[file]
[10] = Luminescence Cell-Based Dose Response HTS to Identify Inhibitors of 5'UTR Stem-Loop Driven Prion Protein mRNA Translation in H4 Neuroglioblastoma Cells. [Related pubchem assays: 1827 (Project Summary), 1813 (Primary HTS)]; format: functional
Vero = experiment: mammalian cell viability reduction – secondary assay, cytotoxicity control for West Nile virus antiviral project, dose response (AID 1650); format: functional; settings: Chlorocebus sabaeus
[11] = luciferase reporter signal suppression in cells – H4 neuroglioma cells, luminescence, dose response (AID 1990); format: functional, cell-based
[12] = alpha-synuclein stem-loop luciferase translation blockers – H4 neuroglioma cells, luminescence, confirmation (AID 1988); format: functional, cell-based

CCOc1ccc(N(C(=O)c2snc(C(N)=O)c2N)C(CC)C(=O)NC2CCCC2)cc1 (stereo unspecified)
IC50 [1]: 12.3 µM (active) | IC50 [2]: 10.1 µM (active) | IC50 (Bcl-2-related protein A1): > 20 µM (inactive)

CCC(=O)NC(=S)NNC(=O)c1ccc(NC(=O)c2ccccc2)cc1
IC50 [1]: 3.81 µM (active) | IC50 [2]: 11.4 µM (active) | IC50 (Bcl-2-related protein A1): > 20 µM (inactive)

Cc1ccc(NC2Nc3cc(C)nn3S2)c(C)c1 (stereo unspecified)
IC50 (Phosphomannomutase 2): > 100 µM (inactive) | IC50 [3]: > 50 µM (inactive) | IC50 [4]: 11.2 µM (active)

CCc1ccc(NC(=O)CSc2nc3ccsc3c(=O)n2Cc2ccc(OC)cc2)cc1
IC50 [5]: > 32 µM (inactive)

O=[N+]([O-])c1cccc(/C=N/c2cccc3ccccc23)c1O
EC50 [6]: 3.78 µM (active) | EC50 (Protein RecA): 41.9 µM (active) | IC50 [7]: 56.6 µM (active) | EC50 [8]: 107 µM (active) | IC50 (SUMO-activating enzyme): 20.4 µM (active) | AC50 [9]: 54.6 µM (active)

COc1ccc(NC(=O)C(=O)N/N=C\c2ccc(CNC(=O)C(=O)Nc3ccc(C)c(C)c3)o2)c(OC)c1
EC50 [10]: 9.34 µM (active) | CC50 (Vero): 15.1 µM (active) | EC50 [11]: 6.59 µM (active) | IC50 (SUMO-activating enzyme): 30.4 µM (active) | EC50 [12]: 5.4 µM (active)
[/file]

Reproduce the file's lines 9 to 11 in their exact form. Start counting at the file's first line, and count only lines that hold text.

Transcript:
Cc1ccc(NC2Nc3cc(C)nn3S2)c(C)c1 (stereo unspecified)
IC50 (Phosphomannomutase 2): > 100 µM (inactive) | IC50 [3]: > 50 µM (inactive) | IC50 [4]: 11.2 µM (active)

CCc1ccc(NC(=O)CSc2nc3ccsc3c(=O)n2Cc2ccc(OC)cc2)cc1